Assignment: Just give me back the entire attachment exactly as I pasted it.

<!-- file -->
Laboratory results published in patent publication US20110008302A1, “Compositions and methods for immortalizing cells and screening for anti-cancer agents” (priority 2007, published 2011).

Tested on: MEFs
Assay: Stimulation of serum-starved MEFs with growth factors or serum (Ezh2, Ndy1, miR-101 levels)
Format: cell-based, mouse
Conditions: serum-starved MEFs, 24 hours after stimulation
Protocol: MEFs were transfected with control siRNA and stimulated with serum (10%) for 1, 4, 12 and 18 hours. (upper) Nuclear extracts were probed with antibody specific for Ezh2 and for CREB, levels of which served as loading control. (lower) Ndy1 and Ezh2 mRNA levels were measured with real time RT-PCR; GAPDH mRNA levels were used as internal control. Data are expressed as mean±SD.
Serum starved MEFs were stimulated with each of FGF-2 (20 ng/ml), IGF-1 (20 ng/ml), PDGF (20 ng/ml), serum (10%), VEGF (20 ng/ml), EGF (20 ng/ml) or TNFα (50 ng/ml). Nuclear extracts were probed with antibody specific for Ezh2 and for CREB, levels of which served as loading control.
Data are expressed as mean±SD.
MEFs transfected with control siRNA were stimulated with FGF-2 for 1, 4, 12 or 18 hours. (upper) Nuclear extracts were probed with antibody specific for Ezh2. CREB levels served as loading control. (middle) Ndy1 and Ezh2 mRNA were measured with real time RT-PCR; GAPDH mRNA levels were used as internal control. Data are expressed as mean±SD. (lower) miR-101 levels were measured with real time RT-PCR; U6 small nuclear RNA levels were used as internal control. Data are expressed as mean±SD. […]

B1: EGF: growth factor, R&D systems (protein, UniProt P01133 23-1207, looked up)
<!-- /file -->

Laboratory results published in patent publication US20110008302A1, “Compositions and methods for immortalizing cells and screening for anti-cancer agents” (priority 2007, published 2011).

Tested on: MEFs
Assay: Stimulation of serum-starved MEFs with growth factors or serum (Ezh2, Ndy1, miR-101 levels)
Format: cell-based, mouse
Conditions: serum-starved MEFs, 24 hours after stimulation
Protocol: MEFs were transfected with control siRNA and stimulated with serum (10%) for 1, 4, 12 and 18 hours. (upper) Nuclear extracts were probed with antibody specific for Ezh2 and for CREB, levels of which served as loading control. (lower) Ndy1 and Ezh2 mRNA levels were measured with real time RT-PCR; GAPDH mRNA levels were used as internal control. Data are expressed as mean±SD.
Serum starved MEFs were stimulated with each of FGF-2 (20 ng/ml), IGF-1 (20 ng/ml), PDGF (20 ng/ml), serum (10%), VEGF (20 ng/ml), EGF (20 ng/ml) or TNFα (50 ng/ml). Nuclear extracts were probed with antibody specific for Ezh2 and for CREB, levels of which served as loading control.
Data are expressed as mean±SD.
MEFs transfected with control siRNA were stimulated with FGF-2 for 1, 4, 12 or 18 hours. (upper) Nuclear extracts were probed with antibody specific for Ezh2. CREB levels served as loading control. (middle) Ndy1 and Ezh2 mRNA were measured with real time RT-PCR; GAPDH mRNA levels were used as internal control. Data are expressed as mean±SD. (lower) miR-101 levels were measured with real time RT-PCR; U6 small nuclear RNA levels were used as internal control. Data are expressed as mean±SD. […]

B1: EGF: growth factor, R&D systems (protein, UniProt P01133 23-1207, looked up)